3 things to avoid when discussing major areas of conflict
Studies have shown that when it comes to marital conflict, there are several consistent categories that are the biggest sources of fighting. Though each marriage is unique, it seems there are some things that are the same across the board.
Studies have shown that when it comes to marital conflict, there are several consistent categories that are the biggest sources of fighting. Though each marriage is unique, it seems there are some things that are the same across the board. Things such as, religion, social connections, child rearing, sexual intimacy, money management, in-law relationships and communication styles seem to create the greatest problems because they are so closely tied to identity and security.
When couples are forced to come to terms with the differences in each other’s world view, it can cause intense feelings of anxiety, disillusionment, disappointment, even anger. As a couple, it is inevitable that you will have different opinions regarding one or more of these topics. The key to successfully navigating these differences is learning to combine your disparate approaches into a new way of doing things that work for both of you. In order to do that, you must, first, be willing to listen to each other and communicate in a way that encourages cooperation. The following suggestions are ways to avoid letting your diversity become a wedge in your relationship.
1. Don't criticize or blame
It is essential to express differences of opinion, but also remember that yours is only an opinion. Just because your spouse doesn’t agree with you doesn’t necessarily mean that he or she is wrong. Rather than criticizing, explain what you believe the problem to be and make sure you are clear. If you discuss the issue with your partner, without accusation or recrimination, he or she will be more likely to listen without becoming defensive. If your spouse is blaming or criticizing you, try to keep an open mind and your emotions in check. Avoid becoming defensive. Instead, try to see things from your partner’s perspective and express willingness to work on solving the problem.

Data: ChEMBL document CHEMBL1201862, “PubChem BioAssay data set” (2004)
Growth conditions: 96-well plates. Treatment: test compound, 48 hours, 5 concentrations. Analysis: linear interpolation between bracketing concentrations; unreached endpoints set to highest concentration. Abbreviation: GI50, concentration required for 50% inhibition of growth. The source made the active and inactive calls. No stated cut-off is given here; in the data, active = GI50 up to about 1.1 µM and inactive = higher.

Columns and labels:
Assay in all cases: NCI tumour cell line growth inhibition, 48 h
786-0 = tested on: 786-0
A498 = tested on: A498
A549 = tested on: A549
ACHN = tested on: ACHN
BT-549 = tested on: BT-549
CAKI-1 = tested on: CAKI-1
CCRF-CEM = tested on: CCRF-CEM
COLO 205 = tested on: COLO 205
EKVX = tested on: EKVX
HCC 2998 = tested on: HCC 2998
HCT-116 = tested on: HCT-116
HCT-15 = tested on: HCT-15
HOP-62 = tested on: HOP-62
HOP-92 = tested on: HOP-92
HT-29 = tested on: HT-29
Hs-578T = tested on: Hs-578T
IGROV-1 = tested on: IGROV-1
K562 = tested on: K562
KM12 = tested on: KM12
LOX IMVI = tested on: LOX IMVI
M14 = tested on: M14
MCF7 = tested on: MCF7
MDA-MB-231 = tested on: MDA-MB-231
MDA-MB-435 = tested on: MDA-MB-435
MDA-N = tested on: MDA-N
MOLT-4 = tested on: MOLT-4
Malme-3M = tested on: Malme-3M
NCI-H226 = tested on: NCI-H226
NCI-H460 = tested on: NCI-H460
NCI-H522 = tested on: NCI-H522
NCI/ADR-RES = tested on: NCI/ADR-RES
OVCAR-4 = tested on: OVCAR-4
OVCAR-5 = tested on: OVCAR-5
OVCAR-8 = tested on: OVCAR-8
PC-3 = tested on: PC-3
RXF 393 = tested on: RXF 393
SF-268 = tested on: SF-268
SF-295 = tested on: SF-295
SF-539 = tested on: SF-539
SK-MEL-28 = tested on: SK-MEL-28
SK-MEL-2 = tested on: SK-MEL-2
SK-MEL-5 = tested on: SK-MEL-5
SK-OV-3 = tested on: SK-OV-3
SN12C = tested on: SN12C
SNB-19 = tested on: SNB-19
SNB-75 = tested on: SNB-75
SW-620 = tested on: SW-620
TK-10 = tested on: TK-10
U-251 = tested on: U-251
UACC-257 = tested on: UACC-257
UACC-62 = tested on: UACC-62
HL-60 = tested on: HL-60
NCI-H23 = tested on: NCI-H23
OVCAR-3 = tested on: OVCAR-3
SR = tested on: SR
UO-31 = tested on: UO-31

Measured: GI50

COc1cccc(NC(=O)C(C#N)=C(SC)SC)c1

2. Don't be discouraged by communication challenges
Talking about feelings, needs and desires can be difficult. It requires humility and a great deal of trust in your partner. However, in order to have a successful marriage you must learn to communicate openly and effectively. The only way to develop good communication skills is through practice. The more you try to communicate openly and listen carefully to the needs and feelings of your spouse, the more you will improve and the easier it will become.
3. Don't avoid difficult topics
Putting off discussing certain subjects because they are painful, embarrassing or emotionally charged will only perpetuate a cycle of unhappiness, defensiveness and emotional distance. One way to make this situation easier is to agree to certain ground rules before your discussion. Both partners should agree not to interrupt, criticize or argue. This will set the tone for the conversation and help you both to be respectful and understanding.
A. Lynn Scoresby, founder and president of My Family Track , First Answers , and Achievement Synchrony , and has been a marriage and family psychologist for more than 35 years. He has published more than 20 books and training programs.